A bad credit score has consequences. Lenders may turn you away when you need a loan for a house, car, school or to pay off credit card debt. Employers may assume that a bad score reflects your ability to do the job and reject your application. It may raise financial concerns about the future for a romantic partner.
The consequences are real - there is no doubt about that - but they don't have to be permanent. You can fix your credit score and make your financial life better.
You cannot solve any problem unless or until you understand it, which is why we will spend time answering a few important questions about credit scores.
- What is your credit score? A credit score is a three-digit number that is determined based on your credit report. It helps lenders make judgments about your creditworthiness or ability to take on and repay debt.
- How many credit scores do you have? You do not have one credit score, but multiple depending on which algorithm or mathematical model is used. There are many, but lenders and other parties widely prefer to use your FICO scores, of which you have three as provided by major credit bureaus such as Equifax.
- What determines the FICO score? Your score can go up or down in number based on the totality of your credit report. Your credit report includes factors such as delinquencies on your payment history, the amount of outstanding debt you have, your available credit, the length of time you had accounts open, if you made inquiries for new credit and the type of credit you have.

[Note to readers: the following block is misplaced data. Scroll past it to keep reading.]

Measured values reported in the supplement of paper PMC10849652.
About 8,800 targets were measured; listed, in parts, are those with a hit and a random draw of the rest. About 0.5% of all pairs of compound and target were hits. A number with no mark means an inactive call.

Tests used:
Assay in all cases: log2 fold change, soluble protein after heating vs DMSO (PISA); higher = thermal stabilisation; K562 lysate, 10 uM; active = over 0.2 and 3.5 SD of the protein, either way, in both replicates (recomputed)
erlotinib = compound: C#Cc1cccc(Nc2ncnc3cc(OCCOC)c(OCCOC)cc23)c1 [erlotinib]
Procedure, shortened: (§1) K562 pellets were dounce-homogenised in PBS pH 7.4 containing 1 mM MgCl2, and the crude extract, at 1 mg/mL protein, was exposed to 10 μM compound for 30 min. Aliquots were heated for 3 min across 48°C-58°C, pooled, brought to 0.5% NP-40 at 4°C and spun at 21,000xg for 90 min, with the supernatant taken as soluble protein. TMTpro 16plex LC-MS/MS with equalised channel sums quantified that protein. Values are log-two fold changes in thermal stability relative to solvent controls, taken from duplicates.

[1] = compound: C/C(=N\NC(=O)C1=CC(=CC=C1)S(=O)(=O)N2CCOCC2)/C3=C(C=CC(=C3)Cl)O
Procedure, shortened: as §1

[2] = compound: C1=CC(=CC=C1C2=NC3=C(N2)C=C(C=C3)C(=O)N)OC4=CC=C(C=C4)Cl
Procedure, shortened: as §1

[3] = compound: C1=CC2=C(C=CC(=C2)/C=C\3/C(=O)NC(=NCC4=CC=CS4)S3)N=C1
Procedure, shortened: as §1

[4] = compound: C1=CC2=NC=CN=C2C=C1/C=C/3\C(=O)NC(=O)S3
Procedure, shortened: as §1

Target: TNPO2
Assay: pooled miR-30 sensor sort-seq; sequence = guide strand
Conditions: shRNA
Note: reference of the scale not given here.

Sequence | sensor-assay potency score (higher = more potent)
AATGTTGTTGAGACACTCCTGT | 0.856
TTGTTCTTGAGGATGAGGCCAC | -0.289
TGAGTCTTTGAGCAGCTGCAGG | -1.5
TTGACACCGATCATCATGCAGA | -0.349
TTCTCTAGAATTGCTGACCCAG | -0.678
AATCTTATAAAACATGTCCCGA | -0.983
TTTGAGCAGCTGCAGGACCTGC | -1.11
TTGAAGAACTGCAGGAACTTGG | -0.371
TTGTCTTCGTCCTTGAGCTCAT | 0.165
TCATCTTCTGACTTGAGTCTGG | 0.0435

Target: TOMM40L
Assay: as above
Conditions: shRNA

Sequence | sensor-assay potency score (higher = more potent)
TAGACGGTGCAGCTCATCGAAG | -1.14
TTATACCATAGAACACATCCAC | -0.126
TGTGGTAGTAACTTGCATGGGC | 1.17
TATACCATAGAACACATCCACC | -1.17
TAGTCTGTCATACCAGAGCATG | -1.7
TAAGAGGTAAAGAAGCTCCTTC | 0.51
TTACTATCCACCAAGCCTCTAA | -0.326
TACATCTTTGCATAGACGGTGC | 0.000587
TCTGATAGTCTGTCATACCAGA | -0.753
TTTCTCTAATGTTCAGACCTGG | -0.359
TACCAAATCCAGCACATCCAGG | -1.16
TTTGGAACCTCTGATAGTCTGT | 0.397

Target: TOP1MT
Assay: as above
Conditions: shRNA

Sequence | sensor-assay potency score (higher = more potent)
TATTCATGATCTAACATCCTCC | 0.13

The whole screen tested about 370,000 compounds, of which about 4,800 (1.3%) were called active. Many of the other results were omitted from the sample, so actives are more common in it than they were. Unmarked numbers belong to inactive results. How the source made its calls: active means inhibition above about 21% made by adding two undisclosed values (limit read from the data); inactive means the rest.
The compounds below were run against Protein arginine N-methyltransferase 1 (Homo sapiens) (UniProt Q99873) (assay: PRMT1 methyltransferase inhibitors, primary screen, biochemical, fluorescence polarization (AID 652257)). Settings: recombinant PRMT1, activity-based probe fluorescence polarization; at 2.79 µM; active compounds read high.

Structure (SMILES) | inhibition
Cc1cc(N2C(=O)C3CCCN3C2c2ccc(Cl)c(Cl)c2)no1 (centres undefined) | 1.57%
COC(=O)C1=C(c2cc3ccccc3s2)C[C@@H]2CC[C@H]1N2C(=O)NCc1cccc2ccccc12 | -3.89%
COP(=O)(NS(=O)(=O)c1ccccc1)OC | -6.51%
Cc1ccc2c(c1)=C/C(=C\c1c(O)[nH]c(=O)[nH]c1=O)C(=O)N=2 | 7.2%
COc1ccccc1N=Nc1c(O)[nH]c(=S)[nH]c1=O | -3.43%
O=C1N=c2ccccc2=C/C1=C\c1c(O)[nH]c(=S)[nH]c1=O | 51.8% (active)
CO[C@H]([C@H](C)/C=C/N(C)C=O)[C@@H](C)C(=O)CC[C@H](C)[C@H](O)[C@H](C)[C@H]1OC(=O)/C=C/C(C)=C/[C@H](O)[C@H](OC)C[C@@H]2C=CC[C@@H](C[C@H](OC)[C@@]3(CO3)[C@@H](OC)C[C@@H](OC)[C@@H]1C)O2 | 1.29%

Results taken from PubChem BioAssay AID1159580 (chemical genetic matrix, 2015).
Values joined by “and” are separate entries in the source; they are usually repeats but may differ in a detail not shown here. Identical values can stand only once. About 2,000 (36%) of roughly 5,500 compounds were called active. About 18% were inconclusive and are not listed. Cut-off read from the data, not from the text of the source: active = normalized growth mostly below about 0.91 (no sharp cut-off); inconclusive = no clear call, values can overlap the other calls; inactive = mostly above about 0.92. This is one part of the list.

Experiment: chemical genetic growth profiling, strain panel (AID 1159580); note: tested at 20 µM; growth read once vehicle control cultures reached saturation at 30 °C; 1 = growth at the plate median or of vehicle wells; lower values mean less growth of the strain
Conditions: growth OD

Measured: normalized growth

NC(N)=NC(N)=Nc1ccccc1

- Do all factors have equal weight? No single factor determines your credit score, but some are given more weight than others. The FICO model gives the most weight to your payment history and less to factors such as new credit or the types of accounts you have.
The last question we will ask and answer is, "How can you fix a bad score?" There are many things that you can do to turn a bad score around.
You can send a written letter to a credit reporting company requesting to remove inaccurate information. You can pay bills in full and on time. You can make sure you don't max out your credit cards. You can pay off your debt and avoid applying for new credit unless necessary.
You can do all of the things mentioned above, but they can be quite burdensome and near impossible if you are already struggling with debt. Bankruptcy is an answer. Many people fear filing because a bankruptcy is reported to your credit history for a period of time.
The truth is that bankruptcy makes it possible for you to rebuild your credit score faster than if you tried to go it alone. Through bankruptcy, you can get rid of most if not all of your debt. Such things as paying bills on time become much easier when you have a clean slate.